For the sixth UN Global Road Safety Week (May 17-23) the UN called on policymakers to act for low speed streets worldwide, limiting speeds to 30 km/h where people walk, live and play. This call echoes the 2020 Stockholm Declaration where Ireland was one of the co signatories pledging 30kph urban speed limits.
30km/h speed limit introduces calmer, safer roads and shorter braking distance. It gives the driver a better view of their surroundings and makes it easier for them to see any pedestrians crossing the road, cyclists and other vehicles and allows more time for drivers to react to the unexpected. This is partly and simply because when a motorised vehicle is travelling at 60kph and hits a pedestrian, only one in ten would survive, but at 30km/h, nine in ten would survive. It is also a low cost solution to create friendlier, greener centers.
For 2021, the theme of the week was ‘Streets for Life’ and this has never been more important, as people spend more time in their own localities. 30km/h makes our cities, towns and villages safer places to live. It allows children and those with limited mobility to move more freely and it creates vibrant people-friendly spaces. Children are encouraged to cycle to school but this is a difficult choice in towns like Skibbereen and Clonakilty where cycling to school can be dangerous. Road traffic injuries ranks among the top four causes of death for all children after infancy. Crashes on the roads account for one third of all injury deaths across all age groups – pre-schoolers, older children or teenagers.
“Numerous streets in West Cork would be improved with a 30km/h speed limit. In Skibbereen, residents on Townsend St signed a petition years ago asking for traffic to slow down. The Cutting/Rossa Rd would also benefit from traffic calming measures such as a 30km speed limit. It needs to be identified as a shared space for pedestrians, cyclists and motorised traffic,” says Ruth Bullough from CycleSense.
Allison Roberts of the Clonakilty Bicycle Festival added, “Cyclist, pedestrian and parent-led groups are continually asking for safer streets in Clonakilty. Our town has been planned in a way that does not encourage cautious driving through many built up areas, cars have priority and are a present danger, especially to the most vulnerable. Many of us drive sometimes, but we are all pedetrians first, we need to make sure a choice to walk or cycle is as safe as a choice to drive”. She continued, “A people-first town plan would, as a baseline, include the infrastructure needed for kids to get to school safely by bike and foot, we all know how congested the roads become at school times. Wouldn’t it be great to see kids on bikes cycling safely to school each day? It happens all over the country, all over the world.”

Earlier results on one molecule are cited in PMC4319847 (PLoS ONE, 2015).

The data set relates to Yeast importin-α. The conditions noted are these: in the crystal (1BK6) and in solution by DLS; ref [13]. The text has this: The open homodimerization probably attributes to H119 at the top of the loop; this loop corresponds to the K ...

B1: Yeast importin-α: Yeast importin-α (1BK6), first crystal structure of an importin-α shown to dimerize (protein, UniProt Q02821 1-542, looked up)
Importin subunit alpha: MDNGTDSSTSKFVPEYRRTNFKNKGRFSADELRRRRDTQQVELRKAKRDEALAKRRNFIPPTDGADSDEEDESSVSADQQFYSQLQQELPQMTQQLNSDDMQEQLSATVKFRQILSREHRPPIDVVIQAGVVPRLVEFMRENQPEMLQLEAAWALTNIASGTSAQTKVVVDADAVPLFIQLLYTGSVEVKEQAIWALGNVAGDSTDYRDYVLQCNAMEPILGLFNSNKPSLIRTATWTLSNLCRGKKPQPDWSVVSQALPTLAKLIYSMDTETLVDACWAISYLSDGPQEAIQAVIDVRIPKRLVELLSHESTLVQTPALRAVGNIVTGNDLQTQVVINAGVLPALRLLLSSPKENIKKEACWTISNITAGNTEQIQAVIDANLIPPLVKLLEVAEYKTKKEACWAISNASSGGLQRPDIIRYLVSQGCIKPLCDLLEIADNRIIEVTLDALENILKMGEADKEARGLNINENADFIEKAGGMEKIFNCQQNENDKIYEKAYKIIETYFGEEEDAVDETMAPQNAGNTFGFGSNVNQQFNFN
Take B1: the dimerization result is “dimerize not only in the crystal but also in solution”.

The overall measures taken to reduce road trauma are working; between 2013 and 2019, Ireland saw a 26 per cent reduction in road traffic fatalities, compared to just a six per cent reduction across the whole of the EU 27. We had the two safest years on record for road fatalities in 2018 and 2019 and slowing down will ensure that this overall downward trend in accidents and fatalities will continue.
In 2020 there was six per cent increase in the number of people who died on Irish roads, despite a reduction in overall traffic volumes. A total of 149 people died on Irish roads in 2020 – compared to 140 in 2019 – a six per cent rise. This included 10 cyclists.
Many cities and urban areas have introduced widespread 30km/h limits. Several countries are introducing default 30 km/h speed limits in all urban areas including Netherlands, Spain, and Wales (20 mph). Some locations have speed limits as low as 10 km/h. Ireland, as a signatory of the Stockholm Declaration, must follow this best international practice and legislate for a default 30 km/h limit in all built-up areas.
Let’s make the streets of West Cork towns and villages safer places for people to relax and enjoy. For more information or to get involved contact your local cycling advocacy group or visit www.cyclist.ie.